Can you believe 2015 is next week?! The future is upon us, people. ;)
For many of us, the start of a new year means it’s time to set some resolutions, so I thought it might be helpful to go over a few things that will help us set goals we can actually achieve. I like the S.M.A.R.T. goal method. If you google S.M.A.R.T. goals, you’ll find many variations on this method, but this is what works for me.
S – Specific: Focus on one or two small things for each goal. Making your goal too broad not only makes it difficult to maintain but it can also make it too daunting to complete.
To give you an example, I recently bought a new house. (Yay!) And when I say new, that’s not just new to me. I mean brand-spanking new. It was kind of miracle it all worked out and seriously the best Christmas present I’ve ever received. We’ve been very blessed this year.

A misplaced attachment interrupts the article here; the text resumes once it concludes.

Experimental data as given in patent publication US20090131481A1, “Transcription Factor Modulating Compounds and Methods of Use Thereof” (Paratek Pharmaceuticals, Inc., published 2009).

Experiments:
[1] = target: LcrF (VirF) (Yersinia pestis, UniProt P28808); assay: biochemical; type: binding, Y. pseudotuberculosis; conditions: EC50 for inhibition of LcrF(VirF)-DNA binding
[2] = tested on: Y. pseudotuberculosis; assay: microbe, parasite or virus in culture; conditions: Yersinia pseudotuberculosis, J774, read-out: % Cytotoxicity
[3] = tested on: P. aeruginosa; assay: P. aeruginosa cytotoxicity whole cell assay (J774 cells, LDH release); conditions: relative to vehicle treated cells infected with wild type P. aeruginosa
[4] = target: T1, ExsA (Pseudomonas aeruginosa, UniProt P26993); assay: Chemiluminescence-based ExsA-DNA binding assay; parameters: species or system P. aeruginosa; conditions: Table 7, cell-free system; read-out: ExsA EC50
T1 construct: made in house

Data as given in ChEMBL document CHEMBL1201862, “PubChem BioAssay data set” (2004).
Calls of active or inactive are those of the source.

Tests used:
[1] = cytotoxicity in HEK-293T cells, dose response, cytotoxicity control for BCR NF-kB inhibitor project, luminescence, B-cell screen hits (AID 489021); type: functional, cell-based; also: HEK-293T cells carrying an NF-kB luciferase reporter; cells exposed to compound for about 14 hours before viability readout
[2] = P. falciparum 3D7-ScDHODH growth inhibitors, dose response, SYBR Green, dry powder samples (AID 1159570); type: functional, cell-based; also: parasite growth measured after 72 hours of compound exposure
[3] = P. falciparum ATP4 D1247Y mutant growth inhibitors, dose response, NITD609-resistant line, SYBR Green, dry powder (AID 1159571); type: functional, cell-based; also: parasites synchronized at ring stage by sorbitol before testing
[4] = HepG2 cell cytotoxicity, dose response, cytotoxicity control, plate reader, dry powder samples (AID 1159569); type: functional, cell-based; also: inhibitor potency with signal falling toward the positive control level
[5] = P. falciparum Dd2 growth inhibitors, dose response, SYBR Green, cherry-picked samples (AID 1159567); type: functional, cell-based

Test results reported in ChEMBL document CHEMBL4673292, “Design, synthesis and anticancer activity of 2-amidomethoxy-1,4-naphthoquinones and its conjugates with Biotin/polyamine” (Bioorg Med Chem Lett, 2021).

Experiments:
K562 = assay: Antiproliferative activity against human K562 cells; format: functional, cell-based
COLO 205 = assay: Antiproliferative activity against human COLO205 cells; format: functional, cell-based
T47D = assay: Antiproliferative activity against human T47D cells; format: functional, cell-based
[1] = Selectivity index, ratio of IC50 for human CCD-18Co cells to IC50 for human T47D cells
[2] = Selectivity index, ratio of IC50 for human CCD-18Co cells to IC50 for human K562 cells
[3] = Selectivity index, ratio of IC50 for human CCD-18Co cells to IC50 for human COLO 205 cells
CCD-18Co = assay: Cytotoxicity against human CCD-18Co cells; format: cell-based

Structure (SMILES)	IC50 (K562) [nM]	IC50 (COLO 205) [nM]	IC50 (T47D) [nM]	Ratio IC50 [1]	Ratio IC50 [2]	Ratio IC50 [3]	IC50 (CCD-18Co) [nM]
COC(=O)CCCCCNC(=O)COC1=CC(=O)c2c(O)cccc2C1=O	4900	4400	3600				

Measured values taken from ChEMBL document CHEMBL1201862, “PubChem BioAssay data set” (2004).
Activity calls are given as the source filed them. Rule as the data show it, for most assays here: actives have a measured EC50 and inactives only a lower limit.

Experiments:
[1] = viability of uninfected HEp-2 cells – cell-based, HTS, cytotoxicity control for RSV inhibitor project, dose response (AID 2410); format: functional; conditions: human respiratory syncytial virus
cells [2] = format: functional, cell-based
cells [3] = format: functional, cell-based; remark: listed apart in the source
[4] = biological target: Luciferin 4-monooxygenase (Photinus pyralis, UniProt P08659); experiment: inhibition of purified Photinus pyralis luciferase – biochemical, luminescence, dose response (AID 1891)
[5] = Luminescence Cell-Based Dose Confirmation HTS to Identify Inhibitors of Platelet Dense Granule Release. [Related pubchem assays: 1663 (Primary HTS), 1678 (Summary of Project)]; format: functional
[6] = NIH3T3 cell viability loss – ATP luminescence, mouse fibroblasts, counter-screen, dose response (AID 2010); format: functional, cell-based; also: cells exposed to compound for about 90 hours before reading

Anyway, so new house means keeping it sparkling and pretty is all on me (and the teenage minions, who are selective about their helpfulness). I can’t blame past owners for something not being maintained correctly or the build-up of dirt and grime. If I want it to look good in ten years, I have to take care of it. The problem is I’m a terrible housekeeper. Really, really terrible.
I’ve set the same goal many times: Be better about keeping the house clean.
This goal has never worked because my focus was too broad, and honestly, the idea of keeping an entire house clean overwhelms me. And when I’m overwhelmed, my brain is very good at ignoring the issue, whatever it may be.
So when we moved in here, I set two very specific goals with the idea that I would add to them as time went on.
- Never go to bed with dishes in the sink.
- Do one load of laundry per day.
I admit the laundry one has been the harder of the two, and a lot of times I end doing two loads ever other night or 4 or 5 loads on Saturday. In my defense, I really hate laundry. That’s a good excuse, right? ;)